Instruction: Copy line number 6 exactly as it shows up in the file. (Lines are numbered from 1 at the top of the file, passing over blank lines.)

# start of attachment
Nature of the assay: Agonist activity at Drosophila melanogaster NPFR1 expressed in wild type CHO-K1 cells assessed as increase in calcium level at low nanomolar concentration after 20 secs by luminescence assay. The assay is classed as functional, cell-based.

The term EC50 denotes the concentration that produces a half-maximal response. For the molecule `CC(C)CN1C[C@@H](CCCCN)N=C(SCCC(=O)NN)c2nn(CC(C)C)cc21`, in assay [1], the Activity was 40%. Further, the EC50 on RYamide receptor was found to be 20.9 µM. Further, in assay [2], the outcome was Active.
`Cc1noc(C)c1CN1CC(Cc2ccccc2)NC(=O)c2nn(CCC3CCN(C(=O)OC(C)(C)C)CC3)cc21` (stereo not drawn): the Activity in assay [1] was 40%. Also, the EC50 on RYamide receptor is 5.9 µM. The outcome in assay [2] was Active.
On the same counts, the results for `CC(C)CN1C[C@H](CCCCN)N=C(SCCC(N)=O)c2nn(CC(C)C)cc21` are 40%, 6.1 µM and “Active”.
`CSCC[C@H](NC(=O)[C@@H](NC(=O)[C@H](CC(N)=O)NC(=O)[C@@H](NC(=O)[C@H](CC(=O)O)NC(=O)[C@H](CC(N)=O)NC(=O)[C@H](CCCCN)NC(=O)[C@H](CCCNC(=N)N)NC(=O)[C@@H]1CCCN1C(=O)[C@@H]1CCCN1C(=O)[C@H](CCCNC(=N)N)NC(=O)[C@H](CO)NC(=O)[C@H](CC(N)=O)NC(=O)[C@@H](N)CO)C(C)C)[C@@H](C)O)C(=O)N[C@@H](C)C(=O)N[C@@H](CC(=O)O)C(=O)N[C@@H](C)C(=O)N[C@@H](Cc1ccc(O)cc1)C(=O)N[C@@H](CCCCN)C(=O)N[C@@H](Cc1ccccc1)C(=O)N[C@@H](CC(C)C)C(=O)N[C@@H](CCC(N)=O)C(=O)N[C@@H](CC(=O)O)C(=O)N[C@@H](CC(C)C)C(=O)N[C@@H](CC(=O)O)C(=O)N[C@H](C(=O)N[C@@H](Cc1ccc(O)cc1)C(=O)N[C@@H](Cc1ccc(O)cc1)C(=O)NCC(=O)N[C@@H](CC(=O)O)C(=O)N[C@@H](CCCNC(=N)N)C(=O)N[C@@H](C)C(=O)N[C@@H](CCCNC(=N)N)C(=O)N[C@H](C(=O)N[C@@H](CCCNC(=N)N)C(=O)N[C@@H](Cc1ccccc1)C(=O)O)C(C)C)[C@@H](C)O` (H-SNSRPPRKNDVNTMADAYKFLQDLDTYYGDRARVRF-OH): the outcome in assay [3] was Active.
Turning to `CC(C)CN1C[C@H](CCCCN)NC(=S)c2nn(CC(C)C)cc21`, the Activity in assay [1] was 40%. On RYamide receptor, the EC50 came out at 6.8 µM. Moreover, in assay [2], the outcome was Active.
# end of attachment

Turning to `CC(C)CN1C[C@H](CCCCN)NC(=S)c2nn(CC(C)C)cc21`, the Activity in assay [1] was 40%. On RYamide receptor, the EC50 came out at 6.8 µM. Moreover, in assay [2], the outcome was Active.